A range of thinkers and writers have adopted landscape metaphors for the human microbiome, from science bloggers to biologists to philosophers.66 Elsewhere I have attended to the ways in which the human microbiome has been figured ecologically.67 In this article I have dwelled on how Servan-Schreiber’s conversion to a terrain model contributes to this index of the ways in which symbiotic systems have been articulated as landscapes in an effort to complicate the language and ideas we use to describe what has been too facilely described as human. The contact zones and surface encounters of da Costa’s Cost of Life projects build complementary productive tensions between undoing biological individuality and employing metaphors of landscape and environment to describe symbiont relationships.
Servan-Schreiber had to acknowledge the life of his illness before he could understand his body as terrain. Da Costa’s turn to food works through similar understandings about her art practice. With her final projects, da Costa acknowledges her cancer not only as subject of and content for an art practice that had rigorously resisted personal confessional modes but also as a lively entity with the political potential to form symbiotic connections across species and life/death boundaries. Of cancer’s political potential, Jain reminds us that “as long as cancer remains an individual rather than a communal disease, as long as it is buffered by cultural fear of suffering and death, stigma can be the only response.”68 Da Costa’s death should not be construed as a failure to work with her cancer productively—and neither should Servan-Schreiber’s (Servan-Schreiber died in 2011 of a recurrence of the brain cancer he describes in his books). In life and death, da Costa and Servan-Schreiber articulate a politics of cancer that makes cancer a communal disease and shifts the conversation away from isolating stigma and toward the kinds of multispecies connections activated by anticancer diets.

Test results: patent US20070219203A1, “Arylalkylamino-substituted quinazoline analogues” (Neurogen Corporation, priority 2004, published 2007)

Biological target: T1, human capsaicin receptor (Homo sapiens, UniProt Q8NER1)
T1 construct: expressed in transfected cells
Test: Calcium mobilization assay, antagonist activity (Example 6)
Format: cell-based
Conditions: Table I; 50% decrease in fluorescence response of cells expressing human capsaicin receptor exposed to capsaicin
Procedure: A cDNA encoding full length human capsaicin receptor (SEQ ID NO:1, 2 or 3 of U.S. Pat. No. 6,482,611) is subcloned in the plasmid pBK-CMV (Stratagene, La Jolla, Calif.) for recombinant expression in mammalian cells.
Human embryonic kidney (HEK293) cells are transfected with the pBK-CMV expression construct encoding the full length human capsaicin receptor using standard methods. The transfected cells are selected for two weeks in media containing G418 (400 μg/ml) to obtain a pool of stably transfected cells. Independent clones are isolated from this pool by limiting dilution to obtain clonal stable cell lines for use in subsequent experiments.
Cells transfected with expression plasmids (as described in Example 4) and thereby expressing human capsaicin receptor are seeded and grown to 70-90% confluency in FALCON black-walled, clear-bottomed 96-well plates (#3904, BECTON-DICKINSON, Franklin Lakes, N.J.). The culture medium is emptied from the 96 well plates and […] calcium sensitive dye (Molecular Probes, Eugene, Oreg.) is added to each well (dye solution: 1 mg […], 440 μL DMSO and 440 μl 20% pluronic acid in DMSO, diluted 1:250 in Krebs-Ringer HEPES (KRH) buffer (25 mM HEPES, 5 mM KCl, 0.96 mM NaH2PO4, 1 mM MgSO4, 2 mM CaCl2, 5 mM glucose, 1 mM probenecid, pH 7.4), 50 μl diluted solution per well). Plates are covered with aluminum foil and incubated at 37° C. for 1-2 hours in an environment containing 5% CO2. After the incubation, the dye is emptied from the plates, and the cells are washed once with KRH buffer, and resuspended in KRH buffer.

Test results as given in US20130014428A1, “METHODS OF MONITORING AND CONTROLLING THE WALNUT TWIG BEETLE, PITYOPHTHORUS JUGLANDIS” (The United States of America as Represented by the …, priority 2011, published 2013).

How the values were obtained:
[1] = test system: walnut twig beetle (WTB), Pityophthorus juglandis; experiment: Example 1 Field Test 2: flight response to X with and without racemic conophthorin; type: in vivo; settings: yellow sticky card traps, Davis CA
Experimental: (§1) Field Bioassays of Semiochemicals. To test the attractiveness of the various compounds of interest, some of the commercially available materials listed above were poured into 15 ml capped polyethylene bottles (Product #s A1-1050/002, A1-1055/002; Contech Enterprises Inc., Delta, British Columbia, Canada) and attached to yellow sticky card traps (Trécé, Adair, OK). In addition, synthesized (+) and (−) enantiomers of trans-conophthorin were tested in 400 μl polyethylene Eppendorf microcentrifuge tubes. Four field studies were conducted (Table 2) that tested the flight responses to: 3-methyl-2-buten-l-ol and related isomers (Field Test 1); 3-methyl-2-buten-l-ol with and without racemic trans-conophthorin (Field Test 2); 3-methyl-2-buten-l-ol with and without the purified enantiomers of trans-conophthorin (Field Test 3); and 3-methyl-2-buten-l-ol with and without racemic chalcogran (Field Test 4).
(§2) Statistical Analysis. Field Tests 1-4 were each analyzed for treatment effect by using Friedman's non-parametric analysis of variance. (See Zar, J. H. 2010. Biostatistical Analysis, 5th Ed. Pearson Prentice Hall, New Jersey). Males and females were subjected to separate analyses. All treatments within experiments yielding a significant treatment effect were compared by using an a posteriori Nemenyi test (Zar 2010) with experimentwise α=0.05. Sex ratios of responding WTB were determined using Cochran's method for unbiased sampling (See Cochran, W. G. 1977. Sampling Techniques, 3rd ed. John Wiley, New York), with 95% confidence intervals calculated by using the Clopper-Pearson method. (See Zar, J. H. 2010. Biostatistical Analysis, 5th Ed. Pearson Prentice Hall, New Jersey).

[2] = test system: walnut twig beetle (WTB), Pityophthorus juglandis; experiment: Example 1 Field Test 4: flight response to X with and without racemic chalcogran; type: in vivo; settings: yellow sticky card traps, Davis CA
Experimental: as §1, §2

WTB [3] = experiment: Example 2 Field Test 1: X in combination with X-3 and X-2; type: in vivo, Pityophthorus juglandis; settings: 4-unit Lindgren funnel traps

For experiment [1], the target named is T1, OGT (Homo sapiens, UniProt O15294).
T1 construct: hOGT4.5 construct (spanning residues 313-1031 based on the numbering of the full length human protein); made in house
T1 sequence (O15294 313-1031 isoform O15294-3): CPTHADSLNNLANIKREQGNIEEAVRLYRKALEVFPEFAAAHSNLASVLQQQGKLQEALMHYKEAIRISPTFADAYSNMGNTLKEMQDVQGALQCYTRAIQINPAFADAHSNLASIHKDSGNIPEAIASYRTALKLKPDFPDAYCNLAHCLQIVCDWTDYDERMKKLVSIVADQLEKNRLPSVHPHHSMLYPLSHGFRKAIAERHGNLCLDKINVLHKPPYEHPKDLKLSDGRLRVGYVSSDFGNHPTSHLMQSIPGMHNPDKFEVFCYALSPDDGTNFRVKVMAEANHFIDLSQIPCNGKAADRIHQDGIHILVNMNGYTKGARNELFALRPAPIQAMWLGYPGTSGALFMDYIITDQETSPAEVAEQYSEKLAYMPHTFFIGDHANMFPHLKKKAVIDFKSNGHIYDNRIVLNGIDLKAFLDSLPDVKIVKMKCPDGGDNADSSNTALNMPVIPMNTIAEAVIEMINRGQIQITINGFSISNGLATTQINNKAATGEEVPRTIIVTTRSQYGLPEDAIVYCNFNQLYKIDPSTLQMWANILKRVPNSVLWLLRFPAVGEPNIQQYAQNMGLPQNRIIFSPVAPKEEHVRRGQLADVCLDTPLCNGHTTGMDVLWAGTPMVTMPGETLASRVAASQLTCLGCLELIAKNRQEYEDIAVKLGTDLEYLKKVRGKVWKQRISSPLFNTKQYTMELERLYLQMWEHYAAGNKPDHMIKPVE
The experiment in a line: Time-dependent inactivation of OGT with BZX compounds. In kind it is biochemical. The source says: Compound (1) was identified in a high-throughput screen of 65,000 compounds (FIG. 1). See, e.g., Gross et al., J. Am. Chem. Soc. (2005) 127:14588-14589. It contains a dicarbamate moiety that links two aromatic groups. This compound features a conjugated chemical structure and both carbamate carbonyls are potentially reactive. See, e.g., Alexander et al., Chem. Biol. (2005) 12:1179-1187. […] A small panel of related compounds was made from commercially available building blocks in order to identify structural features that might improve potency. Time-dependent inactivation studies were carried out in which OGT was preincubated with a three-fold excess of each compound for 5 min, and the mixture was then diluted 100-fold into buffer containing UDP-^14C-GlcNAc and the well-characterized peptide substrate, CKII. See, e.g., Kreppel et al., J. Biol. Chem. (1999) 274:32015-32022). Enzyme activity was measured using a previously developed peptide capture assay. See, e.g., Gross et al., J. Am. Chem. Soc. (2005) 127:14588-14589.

By emphasizing interdependency, assistance, and cancer’s cultural force, Da Costa’s microbiopolitical work with the very small—cancer, mouse, and microbe alike—critiques and resists what Paxson describes as “regimes of social management.” Gilbert, Sapp, and Tauber write that “symbiosis is becoming a core principle of contemporary biology, and it is replacing an essential conception of ‘individuality’ with . . . interactive relationships among species [that] blur the boundaries of the organism and obscure the notion of essential identity.”69 Considering essentialist identity politics as regimes of social management, this language recalls transdisciplinary anti-essentialist vocabularies familiar from feminist theories of gender performativity and intersectional critical race theory. How are struggles for visibility brought into awareness? When thinking with anti-essentialist biologies, questions of visibility again arise. Wilson has shown how brain-centered maps of the body draw boundaries around organisms, while a “thinking gut” model opens up the symbiotic multispecies potentials of what Elizabeth Povinelli calls “skin sacks”—language that highlights the arbitrariness of skin as a signal of individuality.70 Policing boundaries around organisms prevents us from perceiving and accessing Gilbert, Sapp, and Tauber’s “interactive relationships.” Da Costa’s cancer lives on in the kitchens of everyone using the kit and in everyone contemplating the lives of laboratory animals while da Costa does “yoga light” alongside stretched and pinned mouse limbs. Works like the Anti-cancer Survival Kit and Dying for the Other that insist on process and preparation complicate boundaries by encouraging collective, multibiomic thinking guts and promoting an elegiac politics that engages the life of illness.
Earlier versions of this essay were presented at the Derrida Today conference at Goldsmiths University of London on June 9, 2016, and at Global Ecologies, Local Impacts: The Sixth Biennial Conference of the Association for the Study of Literature, Environment and Culture, Australia and New Zealand (ASLEC) in collaboration with the Sydney Environment Institute (SEI) at the University of Sydney on November 25, 2016. I wish to thank Eben Kirksey, Mike Bianco, and three anonymous reviewers for their helpful comments. Thank you also to Robert Nideffer, LuYang, and Crys Moore for their generous help with image permissions and credits for collaborative projects.
1. Nideffer, “In Loving Memory of Shani”; Haraway, “Remembering Beatriz da Costa.”
2. Nideffer, “In Loving Memory of Shani.”
3. da Costa, “Reaching the Limit,” 365.
4. da Costa, Invisible Earthlings (2008–9).
5. Sokoloff, “Problem of Cellular Anarchy.”
6. Arts Catalyst, “Memorial for the Still Living.”
7. Jain, Malignant, 175.
8. Ibid., 4.
9. Ibid., 223.
10. Wilson, Gut Feminism, 179.
11. Ibid., 170.
12. Ibid., 170; Jain, Malignant, 223 (emphasis in text).
13. da Costa, “Directly from Me.”
14. Stengers, Cosmopolitics I, 30.
15. Moore, “Beatriz da Costa Rockethub Video.” I was one of the project’s funders.
16. Wilson, Gut Feminism, 71; Gilbert, Sapp, and Tauber, “Symbiotic View of Life,” 336.
17. Landecker, “Food as Exposure,” 167.
18. Jain, Malignant, 22.
19. Ibid., 21.